The holiday parties are over, and many of us are setting fitness goals for the new year.
For many of us, the simple goal of "fitness" might seem a long way off — as obesity increases and levels of activity decrease — but it's far from unattainable.
We asked four Washington-area fitness experts how to make incremental changes throughout 2014 with the year-end goal of losing those extra 20 to 25 pounds and becoming stronger physically and mentally with the help of exercise, meditation and nutrition changes.
This is our "couch-to-fit" calendar for 2014, with guidance from Faith Hunter, a yoga teacher and owner of Embrace yoga studio; Mansur Mendizabal, a personal trainer; Chris Knight, a personal trainer and CrossFit Coach; and Heather Calcote, a dietitian and endurance athlete.
For additional information and instruction, turn to your doctor or personal trainer; results aren't guaranteed. It is always advisable to check with your doctor before starting any new fitness routine.
Cardio: Start taking swift walks or light jogs for at least 30 minutes three times per week. This should be light to moderate activity, meaning you should be able to hold a conversation. Stretch for five minutes or more afterward. Start changing up your daily routines: Seek opportunities to choose standing over sitting, walking over driving and stairs instead of the elevator.
Strength: Start with core and balance exercises two times per week. The goal is to create good posture and form; if you want an example of how to do a particular exercise, ask a trainer at your gym or look online for videos. Very little equipment is needed for these bodyweight exercises, but for balance we recommend trying a Bosu ball, which is a half-sphere-shaped training tool that can add extra challenge to standing and sitting exercises.
Mind-body: Take a beginner yoga class at a gym or studio, or at home using a DVD or online class. Try to practice 30 minutes to an hour per week.
Nutrition: Log your food intake at least three days a week. Use a calorie-counting app or Web site to figure out how many calories are recommended for you, and to create a 100- to 200-calorie deficit if you want to lose weight. A few options: MyPlate.gov, MyFitnessPal.com, SparkPeople.com or My-Calorie-Counter.com.
Cardio: Keep the intensity and duration the same: low to moderate, at least 30 minutes, three times per week. Alternate walking or jogging with biking and swimming to work different muscle groups and keep things interesting. Remember to stretch to help prevent tightness and soreness.
Strength: Keep up your January routine, paying attention to your form and posture.
Mind-body: Add a two-minute daily meditation. Close your eyes, sit up straight and start observing your breath, breathing deeply through your nose. This can help shift the mind from worry to calm.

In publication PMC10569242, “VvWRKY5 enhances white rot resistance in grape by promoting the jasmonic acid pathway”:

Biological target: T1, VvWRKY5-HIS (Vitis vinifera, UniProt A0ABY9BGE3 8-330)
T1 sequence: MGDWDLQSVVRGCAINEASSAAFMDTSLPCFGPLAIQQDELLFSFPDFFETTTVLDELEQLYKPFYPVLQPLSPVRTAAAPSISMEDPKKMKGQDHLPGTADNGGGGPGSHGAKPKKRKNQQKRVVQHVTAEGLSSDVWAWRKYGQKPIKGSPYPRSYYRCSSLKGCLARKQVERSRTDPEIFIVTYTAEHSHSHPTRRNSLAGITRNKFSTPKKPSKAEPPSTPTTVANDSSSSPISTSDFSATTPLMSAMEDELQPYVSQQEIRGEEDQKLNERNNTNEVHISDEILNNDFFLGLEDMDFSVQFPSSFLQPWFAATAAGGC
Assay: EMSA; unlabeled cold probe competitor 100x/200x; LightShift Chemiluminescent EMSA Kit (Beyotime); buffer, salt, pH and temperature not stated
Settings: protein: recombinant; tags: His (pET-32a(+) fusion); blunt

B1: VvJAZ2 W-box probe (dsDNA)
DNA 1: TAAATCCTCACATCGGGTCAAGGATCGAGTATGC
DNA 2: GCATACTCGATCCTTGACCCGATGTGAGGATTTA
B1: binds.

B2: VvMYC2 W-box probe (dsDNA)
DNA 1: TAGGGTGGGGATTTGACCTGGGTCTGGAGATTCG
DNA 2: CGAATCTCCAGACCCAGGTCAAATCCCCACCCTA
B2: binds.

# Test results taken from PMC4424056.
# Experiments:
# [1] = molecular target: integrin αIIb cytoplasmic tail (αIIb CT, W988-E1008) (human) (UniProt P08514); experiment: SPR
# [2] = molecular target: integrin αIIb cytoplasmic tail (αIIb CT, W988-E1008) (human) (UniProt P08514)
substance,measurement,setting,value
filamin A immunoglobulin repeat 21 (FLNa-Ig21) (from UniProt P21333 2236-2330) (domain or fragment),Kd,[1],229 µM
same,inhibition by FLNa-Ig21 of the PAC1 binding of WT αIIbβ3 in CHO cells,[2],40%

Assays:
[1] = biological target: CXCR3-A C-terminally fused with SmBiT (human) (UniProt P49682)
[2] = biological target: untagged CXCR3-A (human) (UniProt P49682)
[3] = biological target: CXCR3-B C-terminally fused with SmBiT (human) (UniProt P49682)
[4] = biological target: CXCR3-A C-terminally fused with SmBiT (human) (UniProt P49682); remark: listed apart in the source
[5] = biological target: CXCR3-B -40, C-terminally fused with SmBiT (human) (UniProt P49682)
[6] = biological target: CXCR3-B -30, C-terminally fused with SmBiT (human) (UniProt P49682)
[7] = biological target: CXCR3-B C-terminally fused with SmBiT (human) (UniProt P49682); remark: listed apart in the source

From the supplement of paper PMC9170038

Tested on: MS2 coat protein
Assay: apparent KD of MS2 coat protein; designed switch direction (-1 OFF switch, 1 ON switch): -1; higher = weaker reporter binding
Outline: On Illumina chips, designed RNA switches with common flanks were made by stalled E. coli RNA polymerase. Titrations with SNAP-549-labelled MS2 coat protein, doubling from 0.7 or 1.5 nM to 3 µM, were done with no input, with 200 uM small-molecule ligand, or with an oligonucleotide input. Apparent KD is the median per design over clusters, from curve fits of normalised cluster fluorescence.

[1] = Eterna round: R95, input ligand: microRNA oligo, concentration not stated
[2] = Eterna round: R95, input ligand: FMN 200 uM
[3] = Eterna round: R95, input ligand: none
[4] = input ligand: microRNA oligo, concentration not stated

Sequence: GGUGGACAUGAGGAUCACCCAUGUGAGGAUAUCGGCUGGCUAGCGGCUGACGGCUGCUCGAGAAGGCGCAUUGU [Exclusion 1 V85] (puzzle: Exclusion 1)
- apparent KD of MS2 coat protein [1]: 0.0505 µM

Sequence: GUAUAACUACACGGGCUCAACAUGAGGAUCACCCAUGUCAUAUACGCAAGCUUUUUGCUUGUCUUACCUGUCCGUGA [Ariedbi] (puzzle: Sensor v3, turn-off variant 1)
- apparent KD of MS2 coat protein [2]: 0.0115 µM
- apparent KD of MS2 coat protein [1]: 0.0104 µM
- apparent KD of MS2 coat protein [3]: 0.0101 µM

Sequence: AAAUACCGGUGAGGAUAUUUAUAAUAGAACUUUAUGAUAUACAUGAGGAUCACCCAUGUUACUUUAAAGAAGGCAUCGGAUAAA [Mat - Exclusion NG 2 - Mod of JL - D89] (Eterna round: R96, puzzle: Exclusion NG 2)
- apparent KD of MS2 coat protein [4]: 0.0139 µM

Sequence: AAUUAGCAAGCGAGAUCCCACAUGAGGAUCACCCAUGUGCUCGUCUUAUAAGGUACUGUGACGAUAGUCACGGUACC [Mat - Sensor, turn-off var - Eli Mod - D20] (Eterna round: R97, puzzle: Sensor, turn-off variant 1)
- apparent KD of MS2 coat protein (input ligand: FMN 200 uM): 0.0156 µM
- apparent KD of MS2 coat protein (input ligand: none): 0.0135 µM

Nutrition: Increase water intake and decrease sugary beverages; add one serving of fruits or vegetables per day; continue your food journal for progress and accountability.
Cardio: Increase your intensity slightly while keeping the duration the same: Shoot for a moderate level of activity (you can speak, but holding a conversation is difficult) at least 30 minutes three times per week.
Strength: Keep up the core and balance exercises two or three times per week.
Mind-body: Increase the duration of the daily meditation by a few minutes and continue the weekly yoga class.
Nutrition: Use MyPlate.gov for meal-planning. Your plate should be half fruits and vegetables, a quarter lean protein and a quarter whole grains or starchy vegetables such as corn and beans.
Cardio: Start incorporating intervals into two of your cardio days. At the end of these workouts, do three or four 30-second, high-intensity rounds to get your heart rate up, keeping the total duration the same. Intervals create speed, power and strength. Plus, the harder your work, the more calories you burn.
Strength: In the second quarter, we add exercises that involve big muscle groups and some light weights (optional). If time is tight, you can replace the bodyweight exercises, or alternate. Big-muscle-group training burns calories, adds endurance and is considered functional training because these big-muscle groups are key in everyday activities. Shoot for 15 to 30 minutes per session; if you're running closer to 15 minutes, add a third day of strength training.
Mind-body: Take your yoga outside and try a class in a local park. This will connect you with your community while stretching the body and calming the mind.
Nutrition: It's Alcohol Awareness Month, a good time to think about not only alcohol's dangers but also its empty calories. Consume no more than two drinks in one sitting, alternating with water at social events and meals.
Cardio: Keep the intervals two times a week at the end of those workouts. Add a longer cardio workout (30 to 60 minutes) on the non-interval day to start building endurance.
Strength: Continue the bodyweight work and external-weight-bearing weight training.
Mind-body: Keep up your five-minute daily meditations and yoga. Get outside when you can for community, fresh air and sun.
Nutrition: Cook at least three meals per week at home. Make double recipes to create leftovers for lunches and more dinners. Make half of each meal vegetables and aim to have at least two colors in each meal (leafy greens and red peppers, for example).